Rector of the Estonian Academy of Music and Theater Ivari Ilja said that retaining the Band of the Estonian Defense Forces is important as it carries an important part of military culture and tradition. It is also vital to maintain musicians' jobs as their disappearance would disadvantage professional musical culture in Estonia, Ilja said on the "Esimene stuudio" talk show.
Ilja said that a band is a traditional part of almost every country's defense force. "It would be very unfortunate were Estonia to become an exception to that rule," he remarked.
"On the one hand, it is part of our professional music and military culture, and (EDF Commander) Lt. Gen. Herem said in an interview that the EDF budget is meant for ensuring the state's defensive capacity and not promoting brass-band music or financing Estonian music culture."
According to Ilja, the EDF band forms an important part of military culture and tradition and plays a part in maintaining military consistency. "I believe it is vital for our Defense Forces to have a band and hope a way will be found to avoid laying off both bands (EDF and Police and Border Guard Board bands)," he said.
Finland, Latvia and Lithuania all have several defense forces bands, Ilja said.
He added that moving the bands under the Estonian War Museum would not be a clear solution as that too is finance from the budget of the Ministry of Defense.
Maintaining the bands is also important from the point of view of keeping musicians' jobs. "As rector of the Academy of Music and Theater, I believe that Estonia cannot afford to lose musicians' jobs. It would send a very unfortunate signal to our young people that their country does not need them and they shouldn't bother studying music. More so as the EDF has suggested in the past that it has had enough of an amateur band and could start buying in the service," Ilja said.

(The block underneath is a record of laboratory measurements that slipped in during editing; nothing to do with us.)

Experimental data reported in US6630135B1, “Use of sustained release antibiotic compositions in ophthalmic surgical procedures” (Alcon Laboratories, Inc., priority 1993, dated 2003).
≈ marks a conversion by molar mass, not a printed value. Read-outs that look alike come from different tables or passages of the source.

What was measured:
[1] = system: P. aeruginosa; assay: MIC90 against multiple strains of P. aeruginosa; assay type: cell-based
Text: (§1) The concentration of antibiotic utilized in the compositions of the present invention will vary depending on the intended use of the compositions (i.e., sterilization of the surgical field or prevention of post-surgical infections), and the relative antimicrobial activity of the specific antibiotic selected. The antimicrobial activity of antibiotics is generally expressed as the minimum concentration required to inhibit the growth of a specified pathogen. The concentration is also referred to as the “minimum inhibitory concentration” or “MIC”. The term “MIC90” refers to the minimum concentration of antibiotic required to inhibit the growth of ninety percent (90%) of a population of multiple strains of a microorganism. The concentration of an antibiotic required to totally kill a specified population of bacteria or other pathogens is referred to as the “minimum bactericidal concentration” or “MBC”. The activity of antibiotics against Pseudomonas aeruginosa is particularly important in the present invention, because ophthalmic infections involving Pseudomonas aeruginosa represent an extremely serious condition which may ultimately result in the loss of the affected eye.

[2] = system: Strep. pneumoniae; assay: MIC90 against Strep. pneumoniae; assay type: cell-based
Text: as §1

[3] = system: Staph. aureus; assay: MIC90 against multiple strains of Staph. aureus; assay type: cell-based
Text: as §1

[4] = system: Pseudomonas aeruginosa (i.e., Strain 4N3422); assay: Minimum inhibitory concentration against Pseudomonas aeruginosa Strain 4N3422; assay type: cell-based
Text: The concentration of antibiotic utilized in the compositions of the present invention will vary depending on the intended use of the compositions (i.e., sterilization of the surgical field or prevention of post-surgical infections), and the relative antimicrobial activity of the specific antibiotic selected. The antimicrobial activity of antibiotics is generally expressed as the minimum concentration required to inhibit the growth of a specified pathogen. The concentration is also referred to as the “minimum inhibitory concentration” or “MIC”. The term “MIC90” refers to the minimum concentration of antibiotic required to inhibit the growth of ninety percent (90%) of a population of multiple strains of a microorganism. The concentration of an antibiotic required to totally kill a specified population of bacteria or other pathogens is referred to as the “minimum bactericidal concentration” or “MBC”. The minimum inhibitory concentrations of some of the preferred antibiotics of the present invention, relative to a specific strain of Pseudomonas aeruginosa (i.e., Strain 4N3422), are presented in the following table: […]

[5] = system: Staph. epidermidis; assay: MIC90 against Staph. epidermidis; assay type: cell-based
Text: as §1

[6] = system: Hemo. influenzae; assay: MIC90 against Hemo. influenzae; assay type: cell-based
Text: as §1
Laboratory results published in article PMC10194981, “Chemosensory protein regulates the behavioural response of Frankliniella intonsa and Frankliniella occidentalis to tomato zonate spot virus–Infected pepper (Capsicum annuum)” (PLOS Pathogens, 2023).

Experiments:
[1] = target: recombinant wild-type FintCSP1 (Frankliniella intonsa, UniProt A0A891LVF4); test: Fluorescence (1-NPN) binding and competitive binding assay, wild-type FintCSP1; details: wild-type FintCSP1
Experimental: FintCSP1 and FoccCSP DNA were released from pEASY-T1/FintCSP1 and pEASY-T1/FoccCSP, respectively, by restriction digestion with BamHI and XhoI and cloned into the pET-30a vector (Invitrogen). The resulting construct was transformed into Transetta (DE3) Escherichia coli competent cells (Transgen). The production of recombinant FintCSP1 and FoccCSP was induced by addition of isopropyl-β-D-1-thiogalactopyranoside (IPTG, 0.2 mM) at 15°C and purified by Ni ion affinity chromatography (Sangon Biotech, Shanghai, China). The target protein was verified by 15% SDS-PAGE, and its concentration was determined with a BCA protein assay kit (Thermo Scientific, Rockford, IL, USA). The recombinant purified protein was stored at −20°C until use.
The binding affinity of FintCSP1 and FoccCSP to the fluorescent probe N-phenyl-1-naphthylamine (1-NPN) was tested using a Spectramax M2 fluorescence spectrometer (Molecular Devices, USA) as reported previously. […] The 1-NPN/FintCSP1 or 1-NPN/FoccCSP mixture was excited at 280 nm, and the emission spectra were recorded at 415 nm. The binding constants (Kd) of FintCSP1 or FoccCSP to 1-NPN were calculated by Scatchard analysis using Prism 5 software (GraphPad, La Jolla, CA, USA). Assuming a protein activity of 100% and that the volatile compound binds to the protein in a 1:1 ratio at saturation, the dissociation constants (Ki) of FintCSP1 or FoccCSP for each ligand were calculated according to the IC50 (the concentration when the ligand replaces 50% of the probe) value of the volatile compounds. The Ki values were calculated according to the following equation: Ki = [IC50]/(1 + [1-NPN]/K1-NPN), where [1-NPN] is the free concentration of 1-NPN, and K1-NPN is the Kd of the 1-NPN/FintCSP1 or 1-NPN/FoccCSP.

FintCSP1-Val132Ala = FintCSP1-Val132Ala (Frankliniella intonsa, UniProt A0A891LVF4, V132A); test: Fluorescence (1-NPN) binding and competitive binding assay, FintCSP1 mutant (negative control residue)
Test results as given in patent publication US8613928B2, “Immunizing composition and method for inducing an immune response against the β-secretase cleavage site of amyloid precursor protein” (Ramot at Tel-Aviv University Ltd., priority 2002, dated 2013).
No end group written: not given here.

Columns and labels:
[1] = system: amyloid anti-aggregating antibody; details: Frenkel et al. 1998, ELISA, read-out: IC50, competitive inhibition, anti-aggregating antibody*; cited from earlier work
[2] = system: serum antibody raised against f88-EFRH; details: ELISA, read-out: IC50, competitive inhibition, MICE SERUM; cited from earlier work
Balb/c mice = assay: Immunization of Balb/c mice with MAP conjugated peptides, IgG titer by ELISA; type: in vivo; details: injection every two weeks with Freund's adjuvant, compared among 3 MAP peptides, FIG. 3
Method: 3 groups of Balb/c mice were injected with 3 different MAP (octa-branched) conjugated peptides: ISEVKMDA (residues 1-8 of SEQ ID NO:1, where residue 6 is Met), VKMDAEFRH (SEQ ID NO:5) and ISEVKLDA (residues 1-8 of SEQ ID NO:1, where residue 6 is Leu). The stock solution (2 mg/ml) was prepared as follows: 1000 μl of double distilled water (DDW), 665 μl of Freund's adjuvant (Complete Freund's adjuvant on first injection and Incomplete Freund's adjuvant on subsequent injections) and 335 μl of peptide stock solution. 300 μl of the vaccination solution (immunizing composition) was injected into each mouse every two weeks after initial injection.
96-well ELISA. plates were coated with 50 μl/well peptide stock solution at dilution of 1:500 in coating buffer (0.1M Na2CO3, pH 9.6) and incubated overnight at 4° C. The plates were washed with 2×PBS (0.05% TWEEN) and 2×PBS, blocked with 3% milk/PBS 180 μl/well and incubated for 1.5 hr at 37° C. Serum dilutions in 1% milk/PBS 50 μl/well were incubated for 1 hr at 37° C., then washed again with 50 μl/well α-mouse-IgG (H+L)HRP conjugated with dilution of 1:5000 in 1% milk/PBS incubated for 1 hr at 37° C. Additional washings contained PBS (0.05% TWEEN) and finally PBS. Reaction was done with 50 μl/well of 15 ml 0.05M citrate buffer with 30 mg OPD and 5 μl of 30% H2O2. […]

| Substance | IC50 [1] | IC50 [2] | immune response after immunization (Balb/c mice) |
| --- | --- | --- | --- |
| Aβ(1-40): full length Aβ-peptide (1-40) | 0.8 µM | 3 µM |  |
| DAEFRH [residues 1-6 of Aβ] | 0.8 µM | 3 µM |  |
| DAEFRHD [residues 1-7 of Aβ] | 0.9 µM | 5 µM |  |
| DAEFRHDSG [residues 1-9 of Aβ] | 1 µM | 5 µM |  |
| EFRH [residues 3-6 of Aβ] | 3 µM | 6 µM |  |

"All manner of disappearance of musicians' jobs is harmful for our professional culture, dangerous even," the rector added.
National opera house annex could add artistic level
The annex of the building of National Opera Estonia stands to be supported as a cultural object of national significance. Ilja said it is important operas and ballets can be performed in a suitable environment. He added, however, that disputes might arise concerning support for four priority objects.
"Our national opera is built to serve as a drama theater and its acoustic profile makes it impossible for music to truly enchant the audience there," he said.
Ilja said that a modern music hall would allow the use of modern stage techniques, effects and opera and ballet performances sporting a high artistic level. He emphasized that it is important for young Estonian singers to experience that it is possible to build a successful career in Estonia.
"And, of course, world class opera or ballet stars simply won't come to our opera stage that we all hold dear because the conditions are not what they expect," he said.
Estonian musicians have done well in the coronavirus crisis
Daily Eesti Päevaleht wrote on Wednesday that the Academy of Music and Theater will not be renewing the contract of head of its performing arts school Jaak Prints from this fall.
"We had a three-year contract with Jaak Prints for administrative tasks or the position of head coordinator of the performing arts department. Of course, Prints will continue as the course instructor," Ilja said. He added that there is no way to extend the contract beyond three years.
The position will go to Mart Koldits from fall. "We expect him to take the preparation of our dramatists and stage directors to a new level as it is something we have been criticized for in the past. I believe Koldits is the right person for the job," the rector said.
Ilja said no musician he knows has given up the profession during the pandemic but admitted the year has been tough.
Estonian musicians have fared slightly better compared to musicians elsewhere in the world in terms of coronavirus restrictions. "Comparing Estonia to other countries, we have done relatively well. We could still put on plays and concerts with 50 percent occupancy in late 2020," he said.
The rector added that restrictions could have been milder still and that when performing establishments were finally closed, it did not seem to have any effect on Covid figures.
Editor: Marcus Turovski